• Vitamin E-Take 400 IUs daily.
  • Flaxseed meal-Grind 2-4 tablespoons daily. Flaxseed meal is a better choice due to its fiber, lignan, and vitamin content, but flaxseed oil (1 tbsp daily) can be substituted.
  • Probiotics-If antibiotics are taken, supplement with probiotics, such as acidophilus, to replenish the beneficial gut flora.
  • Quercetin-Has anti-inflammatory properties.
  • Selenium-Is an antioxidant. May be more effective when taken with vitamin E.
  • Zinc-Take 30 mg daily. Zinc is vital to the health of the prostate, which concentrates and secretes zinc. Zinc also prevents infections.

Herbal medicines usually do not have side effects when used appropriately and at suggested doses. Occasionally, an herb at the prescribed dose causes stomach upset or a headache. This may reflect the purity of the preparation or added ingredients, such as synthetic binders or fillers. For this reason, it is recommended that only high-quality products be used. As with all medications, more is not better and overdosing can lead to serious illness and death. These herbs may be used to treat prostatitis and associated urinary tract infections:

  • Bearberry (Arctostaphylos uva ursi)-Acts as a diuretic and antiseptic for the urinary tract system.
  • Echinacea and goldenseal-Used to treat infections due to their antiviral and antibacterial properties.
  • Flower pollen extract-Follow product directions. It has been used in Europe for over 25 years to treat prostatitis. Flower pollen is not the same as bee pollen.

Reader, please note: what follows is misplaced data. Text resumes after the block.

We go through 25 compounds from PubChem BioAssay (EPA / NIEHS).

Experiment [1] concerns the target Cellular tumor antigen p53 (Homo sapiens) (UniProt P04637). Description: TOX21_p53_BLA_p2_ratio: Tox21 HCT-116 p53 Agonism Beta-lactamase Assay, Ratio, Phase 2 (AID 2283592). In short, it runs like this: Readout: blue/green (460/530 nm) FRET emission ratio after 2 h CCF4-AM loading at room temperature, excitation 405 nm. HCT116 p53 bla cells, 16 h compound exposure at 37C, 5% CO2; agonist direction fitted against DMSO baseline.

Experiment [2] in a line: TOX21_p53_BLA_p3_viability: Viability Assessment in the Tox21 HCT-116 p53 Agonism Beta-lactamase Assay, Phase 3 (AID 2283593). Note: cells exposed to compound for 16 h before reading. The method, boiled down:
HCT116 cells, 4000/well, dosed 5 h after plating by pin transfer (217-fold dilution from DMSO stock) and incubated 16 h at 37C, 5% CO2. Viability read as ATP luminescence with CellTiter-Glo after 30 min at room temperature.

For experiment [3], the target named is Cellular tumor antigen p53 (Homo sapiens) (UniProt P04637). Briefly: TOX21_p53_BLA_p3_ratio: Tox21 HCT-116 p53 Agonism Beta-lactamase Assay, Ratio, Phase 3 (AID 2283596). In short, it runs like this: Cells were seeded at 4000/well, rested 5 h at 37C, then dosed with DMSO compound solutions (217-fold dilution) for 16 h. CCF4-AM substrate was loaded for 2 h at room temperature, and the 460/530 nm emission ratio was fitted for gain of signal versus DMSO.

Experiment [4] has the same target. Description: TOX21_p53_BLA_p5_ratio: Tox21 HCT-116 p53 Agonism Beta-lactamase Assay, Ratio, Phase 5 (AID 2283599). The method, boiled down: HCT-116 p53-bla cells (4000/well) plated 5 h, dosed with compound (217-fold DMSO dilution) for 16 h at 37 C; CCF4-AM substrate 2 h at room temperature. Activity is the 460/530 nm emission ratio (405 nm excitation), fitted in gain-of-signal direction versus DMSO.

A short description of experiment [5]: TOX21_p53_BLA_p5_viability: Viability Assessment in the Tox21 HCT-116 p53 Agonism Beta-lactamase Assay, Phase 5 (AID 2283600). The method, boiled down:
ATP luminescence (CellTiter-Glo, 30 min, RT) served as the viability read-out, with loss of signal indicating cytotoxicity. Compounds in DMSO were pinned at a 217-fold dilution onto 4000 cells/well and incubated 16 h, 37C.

• Pellitory of the Wall (Parietaria diffusa)-Has anti-inflammatory action in the urinary tract.
  • Saw palmetto (Serenoa repens)-Provides a tonic effect on the prostate and the urinary tract.

More information on prostatitis

What is prostatitis? - Prostatitis is inflammation of the prostate gland characterized by perineal pain and irregular urination and (if severe) chills and fever. An inflamed prostate can cause a variety of symptoms.
What are prostatitis signs and symptoms? - Symptoms of prostatitis are nonspecific and have been known to mimic other urologic and nonurologic diseases. The signs and symptoms of prostatitis depend on the cause of the inflammation.
What are the prostatitis risk factors? - Risk factors for prostatitis include bladder outlet obstruction, diabetes mellitus, a suppressed immune system, and urethral catheterization.
What causes prostatitis? - Acute prostatitis originates in the prostate, the infection can occasionally spread from a bladder or urethral infection. Nonbacterial prostatitis may be caused by an infectious agent.
How is prostatitis diagnosed? - To examine the prostate gland, the physician will perform a digital rectal examination (DRE). The various urine specimens and prostatic fluid will be analyzed for signs of inflammation and infection.
How is prostatitis treated? - The treatment of prostatitis is based on the cause. If acute bacterial prostatitis is diagnosed, the patient will need to take antibiotics for a minimum of 14 days.
What alternative treatments are available? - Acute, chronic, or nonbacterial prostatitis are inflammatory and infectious conditions that can be treated naturally with lifestyle changes. Supplements are intended to provide nutritional support.
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All information is intended for reference only. Please consult your physician for accurate medical advices and treatment. Copyright 2005,, all rights reserved. Last update: July 18, 2005